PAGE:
ARTICLE: Remnant cholesterol predicts cardiovascular disease beyond LDL and ApoB: a primary prevention study

AUTHORS: Renato Quispe, Seth S Martin, Erin D Michos, Isha Lamba, Roger S Blumenthal, Anum Saeed, Joao A C Lima, Rishi Puri, Sarah O Nomura, Michael Y Tsai, John T Wilkins, Christie M Ballantyne, Stephen J Nicholls, Steven R Jones, Mohamed B Elshazly

JOURNAL: Eur Heart J. 2021 Jul 19;ehab432. doi: 10.1093/eurheartj/ehab432. Online ahead of print.

Abstract

Aims: Emerging evidence suggests that remnant cholesterol (RC) promotes atherosclerotic cardiovascular disease (ASCVD). We aimed to estimate RC-related risk beyond low-density lipoprotein cholesterol (LDL-C) and apolipoprotein B (apoB) in patients without known ASCVD.

Methods and results: We pooled data from 17 532 ASCVD-free individuals from the Atherosclerosis Risk in Communities study (n = 9748), the Multi-Ethnic Study of Atherosclerosis (n = 3049), and the Coronary Artery Risk Development in Young Adults (n = 4735). RC was calculated as non-high-density lipoprotein cholesterol (non-HDL-C) minus calculated LDL-C. Adjusted Cox models were used to estimate the risk for incident ASCVD associated with log RC levels. We also performed discordance analyses examining relative ASCVD risk in RC vs. LDL-C discordant/concordant groups using difference in percentile units (>10 units) and clinically relevant LDL-C targets. The mean age of participants was 52.3 ± 17.9 years, 56.7% were women and 34% black. There were 2143 ASCVD events over the median follow-up of 18.7 years. After multivariable adjustment including LDL-C and apoB, log RC was associated with higher ASCVD risk [hazard ratio (HR) 1.65, 95% confidence interval (CI) 1.45-1.89]. Moreover, the discordant high RC/low LDL-C group, but not the low RC/high LDL-C group, was associated with increased ASCVD risk compared to the concordant group (HR 1.21, 95% CI 1.08-1.35). Similar results were shown when examining discordance across clinical cutpoints.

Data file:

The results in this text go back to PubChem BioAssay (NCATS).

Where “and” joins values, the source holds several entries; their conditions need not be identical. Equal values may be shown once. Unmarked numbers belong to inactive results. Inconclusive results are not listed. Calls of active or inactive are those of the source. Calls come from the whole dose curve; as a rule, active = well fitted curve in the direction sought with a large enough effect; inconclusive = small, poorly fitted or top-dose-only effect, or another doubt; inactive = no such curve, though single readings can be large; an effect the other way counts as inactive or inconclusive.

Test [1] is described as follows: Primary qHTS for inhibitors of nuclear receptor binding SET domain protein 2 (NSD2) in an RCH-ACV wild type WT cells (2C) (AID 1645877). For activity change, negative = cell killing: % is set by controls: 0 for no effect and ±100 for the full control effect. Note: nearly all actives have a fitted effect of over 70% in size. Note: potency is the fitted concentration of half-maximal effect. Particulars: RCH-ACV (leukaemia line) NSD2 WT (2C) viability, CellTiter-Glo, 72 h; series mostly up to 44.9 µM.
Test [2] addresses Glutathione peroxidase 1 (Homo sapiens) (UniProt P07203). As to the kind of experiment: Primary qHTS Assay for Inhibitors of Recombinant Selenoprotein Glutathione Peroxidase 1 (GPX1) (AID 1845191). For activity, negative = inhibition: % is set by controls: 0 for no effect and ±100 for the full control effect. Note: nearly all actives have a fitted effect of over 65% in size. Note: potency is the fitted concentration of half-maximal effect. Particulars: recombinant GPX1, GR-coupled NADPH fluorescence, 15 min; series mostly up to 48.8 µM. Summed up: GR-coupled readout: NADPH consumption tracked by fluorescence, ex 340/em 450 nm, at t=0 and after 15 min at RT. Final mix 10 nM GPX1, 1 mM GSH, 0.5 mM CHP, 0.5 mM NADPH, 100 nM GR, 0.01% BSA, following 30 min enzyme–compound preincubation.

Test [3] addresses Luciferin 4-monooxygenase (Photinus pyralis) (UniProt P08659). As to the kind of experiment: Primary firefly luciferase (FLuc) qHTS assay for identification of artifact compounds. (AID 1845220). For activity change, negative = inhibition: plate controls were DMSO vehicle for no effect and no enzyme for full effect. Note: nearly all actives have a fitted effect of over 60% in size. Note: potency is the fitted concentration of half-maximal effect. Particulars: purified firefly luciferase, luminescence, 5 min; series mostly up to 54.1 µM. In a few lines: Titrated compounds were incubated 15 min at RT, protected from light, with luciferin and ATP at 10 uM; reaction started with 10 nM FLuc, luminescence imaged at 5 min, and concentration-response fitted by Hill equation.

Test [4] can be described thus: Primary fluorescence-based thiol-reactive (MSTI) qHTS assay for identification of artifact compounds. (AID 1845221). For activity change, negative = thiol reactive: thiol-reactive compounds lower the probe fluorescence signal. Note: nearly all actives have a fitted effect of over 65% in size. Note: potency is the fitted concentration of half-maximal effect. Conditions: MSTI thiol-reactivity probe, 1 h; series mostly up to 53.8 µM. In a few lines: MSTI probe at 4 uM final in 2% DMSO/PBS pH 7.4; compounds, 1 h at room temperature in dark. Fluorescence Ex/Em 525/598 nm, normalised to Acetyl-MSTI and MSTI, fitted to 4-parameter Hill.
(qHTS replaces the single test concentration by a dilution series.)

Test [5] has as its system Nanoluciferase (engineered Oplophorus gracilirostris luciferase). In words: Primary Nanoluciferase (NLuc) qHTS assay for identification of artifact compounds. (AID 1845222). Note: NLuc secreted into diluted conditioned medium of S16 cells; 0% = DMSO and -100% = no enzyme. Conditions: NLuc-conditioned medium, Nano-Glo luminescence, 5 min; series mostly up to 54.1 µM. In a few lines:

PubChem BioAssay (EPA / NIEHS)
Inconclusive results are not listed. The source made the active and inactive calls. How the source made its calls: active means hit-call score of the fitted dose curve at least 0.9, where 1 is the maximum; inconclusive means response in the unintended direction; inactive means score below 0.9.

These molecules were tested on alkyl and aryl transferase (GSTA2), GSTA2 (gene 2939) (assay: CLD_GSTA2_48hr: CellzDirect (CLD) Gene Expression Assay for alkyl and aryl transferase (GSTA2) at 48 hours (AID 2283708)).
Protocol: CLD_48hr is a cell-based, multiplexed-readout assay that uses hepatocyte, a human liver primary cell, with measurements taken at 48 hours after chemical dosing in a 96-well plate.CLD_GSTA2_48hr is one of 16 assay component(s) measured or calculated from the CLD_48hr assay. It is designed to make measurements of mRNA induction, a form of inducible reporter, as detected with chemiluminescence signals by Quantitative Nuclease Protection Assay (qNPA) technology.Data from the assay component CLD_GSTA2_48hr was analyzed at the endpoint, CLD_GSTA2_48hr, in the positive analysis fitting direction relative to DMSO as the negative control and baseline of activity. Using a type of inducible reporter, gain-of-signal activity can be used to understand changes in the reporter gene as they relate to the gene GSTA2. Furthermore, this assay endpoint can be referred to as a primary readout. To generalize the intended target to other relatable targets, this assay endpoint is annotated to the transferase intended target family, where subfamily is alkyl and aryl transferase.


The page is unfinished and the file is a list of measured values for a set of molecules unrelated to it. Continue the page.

Conclusions: In ASCVD-free individuals, elevated RC levels were associated with ASCVD independent of traditional risk factors, LDL-C, and apoB levels. The mechanisms of RC association with ASCVD, surprisingly beyond apoB, and the potential value of targeted RC-lowering in primary prevention need to be further investigated.

Keywords: Apolipoprotein B; LDL-cholesterol; Primary prevention; Remnant cholesterol.

For the full article, click here.

For a link to the abstract, click here.

Share This Post